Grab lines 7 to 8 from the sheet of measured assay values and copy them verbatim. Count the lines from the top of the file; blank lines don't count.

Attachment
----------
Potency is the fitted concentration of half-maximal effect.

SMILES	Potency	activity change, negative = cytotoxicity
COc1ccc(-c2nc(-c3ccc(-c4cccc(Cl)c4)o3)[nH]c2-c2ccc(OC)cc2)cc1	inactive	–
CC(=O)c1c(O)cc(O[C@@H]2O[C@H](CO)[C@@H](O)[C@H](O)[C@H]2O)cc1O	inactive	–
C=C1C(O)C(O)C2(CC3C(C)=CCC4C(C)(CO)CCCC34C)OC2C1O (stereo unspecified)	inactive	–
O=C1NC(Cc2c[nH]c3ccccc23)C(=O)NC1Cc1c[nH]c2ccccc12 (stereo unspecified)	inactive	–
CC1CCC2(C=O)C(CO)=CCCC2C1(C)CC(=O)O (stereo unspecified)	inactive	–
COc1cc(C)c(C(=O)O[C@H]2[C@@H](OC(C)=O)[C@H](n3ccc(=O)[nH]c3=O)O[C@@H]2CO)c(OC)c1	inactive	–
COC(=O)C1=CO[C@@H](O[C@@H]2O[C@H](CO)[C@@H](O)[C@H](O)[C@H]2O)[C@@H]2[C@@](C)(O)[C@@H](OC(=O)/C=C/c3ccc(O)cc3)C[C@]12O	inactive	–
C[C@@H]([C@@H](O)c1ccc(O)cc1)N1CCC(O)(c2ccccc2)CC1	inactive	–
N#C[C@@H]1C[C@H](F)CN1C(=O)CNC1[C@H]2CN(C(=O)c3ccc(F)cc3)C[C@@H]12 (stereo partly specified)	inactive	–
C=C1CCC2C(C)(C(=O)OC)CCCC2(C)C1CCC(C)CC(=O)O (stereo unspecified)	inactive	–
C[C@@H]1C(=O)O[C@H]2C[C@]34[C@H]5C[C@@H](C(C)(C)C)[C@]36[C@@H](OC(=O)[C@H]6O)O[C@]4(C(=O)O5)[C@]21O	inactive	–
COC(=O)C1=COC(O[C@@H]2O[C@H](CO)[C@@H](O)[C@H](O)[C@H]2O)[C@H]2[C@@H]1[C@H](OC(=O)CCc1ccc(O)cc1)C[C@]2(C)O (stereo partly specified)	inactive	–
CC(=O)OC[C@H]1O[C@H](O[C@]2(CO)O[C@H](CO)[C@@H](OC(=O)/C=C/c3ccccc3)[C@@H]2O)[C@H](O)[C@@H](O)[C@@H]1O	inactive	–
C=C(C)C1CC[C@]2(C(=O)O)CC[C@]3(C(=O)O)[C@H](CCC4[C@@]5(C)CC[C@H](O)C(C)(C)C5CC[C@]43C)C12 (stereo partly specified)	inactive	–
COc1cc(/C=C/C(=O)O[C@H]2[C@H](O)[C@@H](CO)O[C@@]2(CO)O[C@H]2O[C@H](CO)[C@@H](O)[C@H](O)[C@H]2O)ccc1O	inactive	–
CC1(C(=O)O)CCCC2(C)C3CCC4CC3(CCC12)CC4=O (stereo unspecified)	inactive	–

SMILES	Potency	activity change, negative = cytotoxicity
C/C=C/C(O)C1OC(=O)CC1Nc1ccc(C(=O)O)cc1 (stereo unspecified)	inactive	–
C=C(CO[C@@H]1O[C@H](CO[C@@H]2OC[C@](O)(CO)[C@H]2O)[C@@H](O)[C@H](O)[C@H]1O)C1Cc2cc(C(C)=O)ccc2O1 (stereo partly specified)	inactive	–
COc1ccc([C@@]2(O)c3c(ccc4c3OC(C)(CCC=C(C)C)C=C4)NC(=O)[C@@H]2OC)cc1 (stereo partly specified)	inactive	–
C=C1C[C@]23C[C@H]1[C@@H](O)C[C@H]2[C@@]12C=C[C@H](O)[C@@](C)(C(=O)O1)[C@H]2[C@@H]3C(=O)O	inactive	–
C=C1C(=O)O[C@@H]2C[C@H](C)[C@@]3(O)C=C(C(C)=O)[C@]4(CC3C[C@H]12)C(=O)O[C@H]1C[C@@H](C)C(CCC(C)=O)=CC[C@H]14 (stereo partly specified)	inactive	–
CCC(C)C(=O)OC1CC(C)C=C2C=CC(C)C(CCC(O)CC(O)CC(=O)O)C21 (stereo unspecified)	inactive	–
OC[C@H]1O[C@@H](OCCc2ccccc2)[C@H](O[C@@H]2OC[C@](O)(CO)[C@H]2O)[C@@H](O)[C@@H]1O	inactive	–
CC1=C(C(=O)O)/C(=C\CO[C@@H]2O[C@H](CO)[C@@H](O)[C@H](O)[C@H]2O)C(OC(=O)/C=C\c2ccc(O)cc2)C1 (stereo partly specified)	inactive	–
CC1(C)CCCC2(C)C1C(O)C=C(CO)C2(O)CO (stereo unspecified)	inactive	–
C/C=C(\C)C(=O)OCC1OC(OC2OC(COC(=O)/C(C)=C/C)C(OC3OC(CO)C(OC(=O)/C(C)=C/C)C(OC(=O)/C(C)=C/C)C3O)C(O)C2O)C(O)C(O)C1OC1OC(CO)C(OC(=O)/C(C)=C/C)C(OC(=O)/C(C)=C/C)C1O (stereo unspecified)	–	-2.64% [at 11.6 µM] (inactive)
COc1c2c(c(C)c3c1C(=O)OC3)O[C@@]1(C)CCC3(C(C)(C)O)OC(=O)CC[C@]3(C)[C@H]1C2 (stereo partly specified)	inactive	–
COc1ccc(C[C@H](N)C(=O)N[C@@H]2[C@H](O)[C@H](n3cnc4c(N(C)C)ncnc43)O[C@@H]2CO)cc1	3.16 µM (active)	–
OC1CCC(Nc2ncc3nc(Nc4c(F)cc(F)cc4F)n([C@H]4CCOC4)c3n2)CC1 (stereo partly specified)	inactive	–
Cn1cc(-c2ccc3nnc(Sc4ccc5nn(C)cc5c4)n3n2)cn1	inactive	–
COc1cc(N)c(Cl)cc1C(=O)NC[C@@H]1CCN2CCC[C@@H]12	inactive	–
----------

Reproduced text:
CC1CCC2(C=O)C(CO)=CCCC2C1(C)CC(=O)O (stereo unspecified)	inactive	–
COc1cc(C)c(C(=O)O[C@H]2[C@@H](OC(C)=O)[C@H](n3ccc(=O)[nH]c3=O)O[C@@H]2CO)c(OC)c1	inactive	–